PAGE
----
MEDITATIONS ON CHRISTIAN DOGMA.TREATISE III. 10. THE GENERAL ENDOWMENTS OF THE ANGELS.
The Church as the Path to Salvation (detail)
MEDITATIONS ON CHRISTIAN DOGMA.
TREATISE III. 10.
THE GENERAL ENDOWMENTS OF THE ANGELS.
I. The Old Testament speaks of Lucifer under the figure of the King of Tyre, and makes known to us something of the first state of the angels. " Thou wast the seal of resemblance, full of wisdom and perfect in beauty. Thou wast in the pleasures of the paradise of God. . . . Thou wast a cherub stretched out and protecting, and I set thee in the holy mountain of God. Every precious stone was thy covering- . . . Thou wast perfect in thy ways from the day of thy creation, until iniquity was found in thee" (Ez. xxviii. 12-15). It may be reasonably presumed that the case of Adam was parallel to that of the angels ; and God created him in grace, spoke with him familiarly, and communicated to him both natural and divine knowledge. Hence has arisen the opinion prevalent in the Church and supported by the Fathers, that the angels were not created in an imperfect state, and on a lower level than the one they were destined to occupy ; but that they were from the first placed on the supernatural level, clothed with sanctifying grace, and adorned with the infused habits of faith, hope, charity, and the other virtues required of them. How magnificent is the generosity of God to His rational creatures! It is far beyond the lavishness with which, as we know, He endows the material creation. It is beyond all our claims and desires. He so equips us for our career that we cannot fail except by the fault of our own malice.
II. The graces bestowed on the angels must have comprised the illumination of their primary faculty, the intellect, by the revelation of great truths and mysteries. St. Augustine thinks they can never have been in a state comparable to darkness or ignorance, but must have been from the first as full of the light of knowledge as they were of sanctifying grace. What that revelation consisted of we cannot know ; probably it was much more than has ever been made known to men by the light of faith, but not amounting as yet to the Beatific Vision. They must have known much of the greatness and goodness of God, of their duties of love and obedience towards Him, of the future designs of His Providence, of His rewards and punishments. We may suppose that among these things were the mysteries that have been revealed to us, the Trinity, the Incarnation, the Creation of the world. The illumination of your intellect with divine truth is the chief foundation of your spiritual life and salvation. God has accorded this to you. He has not left you to be carried about by every wind of doctrine, but has given you a fixed certainty. It is one of the most precious of His gifts. Return Him thanks for it.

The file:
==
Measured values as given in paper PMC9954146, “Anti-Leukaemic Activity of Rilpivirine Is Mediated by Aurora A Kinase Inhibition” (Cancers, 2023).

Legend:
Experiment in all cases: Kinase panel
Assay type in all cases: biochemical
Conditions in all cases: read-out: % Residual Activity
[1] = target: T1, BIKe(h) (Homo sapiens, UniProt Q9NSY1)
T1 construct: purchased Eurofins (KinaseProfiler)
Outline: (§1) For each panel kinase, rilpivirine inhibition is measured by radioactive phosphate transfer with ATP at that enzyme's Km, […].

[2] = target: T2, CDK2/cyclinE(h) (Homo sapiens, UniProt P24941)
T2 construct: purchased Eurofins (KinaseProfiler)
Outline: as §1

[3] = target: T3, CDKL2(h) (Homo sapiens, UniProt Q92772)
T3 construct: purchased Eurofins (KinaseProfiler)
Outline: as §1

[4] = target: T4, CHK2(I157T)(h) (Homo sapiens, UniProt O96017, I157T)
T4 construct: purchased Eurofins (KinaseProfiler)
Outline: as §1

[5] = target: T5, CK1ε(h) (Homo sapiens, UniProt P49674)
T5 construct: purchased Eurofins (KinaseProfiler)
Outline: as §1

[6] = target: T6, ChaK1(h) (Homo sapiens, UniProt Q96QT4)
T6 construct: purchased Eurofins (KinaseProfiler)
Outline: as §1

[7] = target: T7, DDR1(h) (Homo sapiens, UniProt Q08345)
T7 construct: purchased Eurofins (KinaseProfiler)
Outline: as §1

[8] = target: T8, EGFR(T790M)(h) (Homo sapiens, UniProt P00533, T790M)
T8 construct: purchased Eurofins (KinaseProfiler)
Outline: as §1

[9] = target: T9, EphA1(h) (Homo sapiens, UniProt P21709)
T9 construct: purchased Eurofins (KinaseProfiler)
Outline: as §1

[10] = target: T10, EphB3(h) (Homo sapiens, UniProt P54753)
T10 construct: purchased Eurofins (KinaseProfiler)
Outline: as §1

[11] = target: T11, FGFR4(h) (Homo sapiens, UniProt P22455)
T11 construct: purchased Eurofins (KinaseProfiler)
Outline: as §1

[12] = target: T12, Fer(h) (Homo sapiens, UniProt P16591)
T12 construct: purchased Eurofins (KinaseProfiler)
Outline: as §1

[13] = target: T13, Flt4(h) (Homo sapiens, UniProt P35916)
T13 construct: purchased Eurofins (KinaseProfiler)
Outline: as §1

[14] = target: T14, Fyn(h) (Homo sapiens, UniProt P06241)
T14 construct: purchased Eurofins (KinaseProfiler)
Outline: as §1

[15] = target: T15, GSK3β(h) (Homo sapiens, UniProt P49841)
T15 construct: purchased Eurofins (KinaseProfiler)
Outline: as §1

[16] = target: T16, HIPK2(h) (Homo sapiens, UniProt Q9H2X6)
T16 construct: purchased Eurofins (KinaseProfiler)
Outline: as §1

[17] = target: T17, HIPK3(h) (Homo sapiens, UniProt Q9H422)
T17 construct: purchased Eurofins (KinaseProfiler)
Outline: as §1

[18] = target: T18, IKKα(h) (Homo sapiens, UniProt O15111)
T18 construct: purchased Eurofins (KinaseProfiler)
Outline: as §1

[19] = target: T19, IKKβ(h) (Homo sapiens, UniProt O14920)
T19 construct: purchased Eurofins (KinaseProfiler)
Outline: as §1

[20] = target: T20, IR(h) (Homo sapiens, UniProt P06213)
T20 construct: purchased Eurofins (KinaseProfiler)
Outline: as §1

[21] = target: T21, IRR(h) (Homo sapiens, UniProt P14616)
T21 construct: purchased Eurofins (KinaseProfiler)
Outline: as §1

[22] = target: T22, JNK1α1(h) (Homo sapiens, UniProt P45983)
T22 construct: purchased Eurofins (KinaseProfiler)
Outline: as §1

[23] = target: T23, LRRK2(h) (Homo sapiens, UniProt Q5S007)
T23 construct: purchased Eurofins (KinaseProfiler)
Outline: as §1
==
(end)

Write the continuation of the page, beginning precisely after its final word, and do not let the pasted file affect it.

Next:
III. The Creator also must have given the angels the graces which belong to the will and which move it to action ; and thus they were able from the first to co operate with God s action, to elicit acts of various virtues, and to merit an increase of the divine communications. Their first impulse would necessarily be one of movement towards God; for the essential qualities of a being assert themselves spontaneously, the voice of nature always makes itself heard, and the faculties seek for that object which they are made to exercise them selves upon. This impulse was an attraction and not a compulsion ; for, as rational beings, the angels were free, and so were able to conform themselves or not to the law of their being. As Adam loved and served God before the trial and rebellion and fall, so it is possible that even the angels who afterwards revolted may have aspired to God supernaturally before the trial was proposed to them. The good angels corresponded to grace from the first and persevered to the end. Be faithful to every call or grace from God. One step leads on to another. A small initial divergency from the straight line may continue till it becomes a gulf over which no man can pass.
MEDITATIONS ON CHRISTIAN DOGMA BY THE RIGHT REV. JAMES BELLORD, D.D